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Bible: What Does Genesis 30-31 Teach Us About the Sons and Wives of Jacob?

Updated on September 9, 2016

The Sons of Jacob


Mandrakes--Fertility Plant


The Sons and Wives of Jacob

Besides female barrenness, allowing one’s husband to beget children by a handmaiden also seems to be a family/cultural tradition in the near East.

As it was with Sarai, Abraham, and Hagar, so it is with Rebekah, Jacob, and Bilhah, Rebekah’s nurse (vv. 1-5; cf. Gen. 16:1).

Bilhah bears Jacob two sons—Dan (“Judge”) and Naphtali (“Wrestling”)—before a suddenly unfruitful Leah lends Jacob the services of her maid Zilpah who bears him Gad (“Troop or Fortune”) and Asher (“Happy”) [vv. 6-13].

The competition continues as Leah’s first-born Reuben finds mandrakes—a supposed fertility aid--and gives them to his mother whom, in turn, Rachel harangues because she wants some of them (v. 14).

Leah bargains with Rachel (who apparently had primary cohabiting privileges with Jacob at this time) so that she could now sleep with Jacob in exchange for Reuben’s mandrakes (vv. 15-16).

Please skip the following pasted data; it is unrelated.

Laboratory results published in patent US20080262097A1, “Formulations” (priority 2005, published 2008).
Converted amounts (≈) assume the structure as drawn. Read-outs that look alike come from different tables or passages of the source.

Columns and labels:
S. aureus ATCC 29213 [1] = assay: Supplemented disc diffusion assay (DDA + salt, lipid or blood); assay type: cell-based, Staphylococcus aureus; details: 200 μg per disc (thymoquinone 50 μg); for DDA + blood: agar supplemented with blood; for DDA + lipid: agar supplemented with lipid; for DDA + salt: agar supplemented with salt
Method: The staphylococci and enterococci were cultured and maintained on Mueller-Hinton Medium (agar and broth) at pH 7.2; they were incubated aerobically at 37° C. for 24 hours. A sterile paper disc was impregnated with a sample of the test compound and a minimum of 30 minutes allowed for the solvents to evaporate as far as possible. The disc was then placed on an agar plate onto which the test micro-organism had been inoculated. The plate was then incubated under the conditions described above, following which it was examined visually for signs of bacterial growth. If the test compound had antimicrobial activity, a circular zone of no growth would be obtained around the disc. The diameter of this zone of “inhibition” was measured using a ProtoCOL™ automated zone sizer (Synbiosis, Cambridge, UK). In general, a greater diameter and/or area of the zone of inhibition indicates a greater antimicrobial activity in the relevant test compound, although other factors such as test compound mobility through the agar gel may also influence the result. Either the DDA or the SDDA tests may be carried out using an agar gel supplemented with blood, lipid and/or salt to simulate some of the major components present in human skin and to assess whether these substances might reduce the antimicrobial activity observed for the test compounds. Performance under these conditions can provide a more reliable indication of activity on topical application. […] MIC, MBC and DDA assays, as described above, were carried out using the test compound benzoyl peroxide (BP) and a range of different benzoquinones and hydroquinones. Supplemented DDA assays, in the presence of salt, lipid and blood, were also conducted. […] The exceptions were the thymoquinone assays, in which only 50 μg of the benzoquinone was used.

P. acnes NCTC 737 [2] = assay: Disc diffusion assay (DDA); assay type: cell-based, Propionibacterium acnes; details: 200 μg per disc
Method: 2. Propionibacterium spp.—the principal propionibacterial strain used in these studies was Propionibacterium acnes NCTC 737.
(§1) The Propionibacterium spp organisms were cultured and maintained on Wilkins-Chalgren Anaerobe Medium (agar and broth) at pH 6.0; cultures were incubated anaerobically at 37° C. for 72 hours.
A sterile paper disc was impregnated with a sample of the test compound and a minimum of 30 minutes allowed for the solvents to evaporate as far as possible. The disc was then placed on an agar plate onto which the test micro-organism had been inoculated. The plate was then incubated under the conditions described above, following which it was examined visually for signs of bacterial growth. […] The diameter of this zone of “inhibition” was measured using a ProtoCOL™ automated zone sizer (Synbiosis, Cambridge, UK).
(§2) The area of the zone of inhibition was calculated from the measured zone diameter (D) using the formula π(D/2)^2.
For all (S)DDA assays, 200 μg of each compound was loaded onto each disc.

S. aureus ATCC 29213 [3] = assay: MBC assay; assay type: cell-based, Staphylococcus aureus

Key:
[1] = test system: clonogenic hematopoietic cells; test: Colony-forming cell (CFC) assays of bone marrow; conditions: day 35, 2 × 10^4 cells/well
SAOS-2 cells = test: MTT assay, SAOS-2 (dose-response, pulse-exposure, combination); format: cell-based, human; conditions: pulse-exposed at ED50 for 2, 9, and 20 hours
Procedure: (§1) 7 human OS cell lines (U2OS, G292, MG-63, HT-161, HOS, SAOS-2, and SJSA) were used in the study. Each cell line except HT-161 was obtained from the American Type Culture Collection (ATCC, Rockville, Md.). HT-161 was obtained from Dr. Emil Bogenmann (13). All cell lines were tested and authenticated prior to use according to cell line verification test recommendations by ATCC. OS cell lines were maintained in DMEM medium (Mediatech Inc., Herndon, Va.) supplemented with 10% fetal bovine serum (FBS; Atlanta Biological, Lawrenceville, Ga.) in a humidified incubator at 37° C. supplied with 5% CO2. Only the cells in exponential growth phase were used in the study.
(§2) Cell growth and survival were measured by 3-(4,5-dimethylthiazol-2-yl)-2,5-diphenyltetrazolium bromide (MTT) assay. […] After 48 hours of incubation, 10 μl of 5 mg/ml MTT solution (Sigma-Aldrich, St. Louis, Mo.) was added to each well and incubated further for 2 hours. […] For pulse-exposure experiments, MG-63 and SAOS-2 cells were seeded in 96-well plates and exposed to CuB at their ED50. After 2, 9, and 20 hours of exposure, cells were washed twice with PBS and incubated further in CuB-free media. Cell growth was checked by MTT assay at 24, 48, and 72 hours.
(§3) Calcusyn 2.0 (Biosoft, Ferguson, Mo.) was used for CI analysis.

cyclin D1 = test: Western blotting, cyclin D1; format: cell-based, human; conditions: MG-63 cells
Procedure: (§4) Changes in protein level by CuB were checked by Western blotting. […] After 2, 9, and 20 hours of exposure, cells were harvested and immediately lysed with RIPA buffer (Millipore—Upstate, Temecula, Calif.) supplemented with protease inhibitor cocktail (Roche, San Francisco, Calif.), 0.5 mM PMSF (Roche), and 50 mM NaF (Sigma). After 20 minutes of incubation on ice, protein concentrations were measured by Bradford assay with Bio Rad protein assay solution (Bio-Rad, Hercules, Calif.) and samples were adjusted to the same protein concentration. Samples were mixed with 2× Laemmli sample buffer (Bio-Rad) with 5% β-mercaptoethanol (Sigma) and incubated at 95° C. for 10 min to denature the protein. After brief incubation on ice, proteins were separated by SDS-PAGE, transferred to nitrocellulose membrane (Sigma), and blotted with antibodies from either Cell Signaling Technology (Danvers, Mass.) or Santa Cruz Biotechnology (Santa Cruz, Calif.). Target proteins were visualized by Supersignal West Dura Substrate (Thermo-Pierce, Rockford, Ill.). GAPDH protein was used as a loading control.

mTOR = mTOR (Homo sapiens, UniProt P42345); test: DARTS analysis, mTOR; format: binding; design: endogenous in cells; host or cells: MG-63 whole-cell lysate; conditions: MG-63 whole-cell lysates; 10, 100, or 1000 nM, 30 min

She again conceives and bears a fifth son, Isaachar (“Wages”), and later a sixth, Zebulun (“Dwelling”), before finally giving him Dinah (“Judgment”)—the one and only daughter (v. 21).

Finally, God answers Rachel’s prayer, and she bears Jacob a son, Joseph (“He will add”) [vv. 22-24].

[Each of these names in parentheses, of course, holds significance for the mothers, as the text indicates.

Leah saw her first three boys as ways to gain Jacob’s affection, while her fourth was not; Judah was simply a cause to praise God (possibly because he was in the line of Messiah) (vv. 32-35).

She understood Isaachar as payment for her generosity with the mandrakes (v. 18); Zebulun seems to be another inducement for Jacob to live with her (v. 20).

Even though they were not her children, Rachel considered Dan’s birth as a divine ruling of sorts that she was not cursed (v. 6), and Napthali’s as an acknowledgment of Leah’s stiff competition for Jacob’s affections (v. 8).

Her only real son to this point, Joseph, pointed to her hope for more sons (v. 24)].

Jacob's Creativity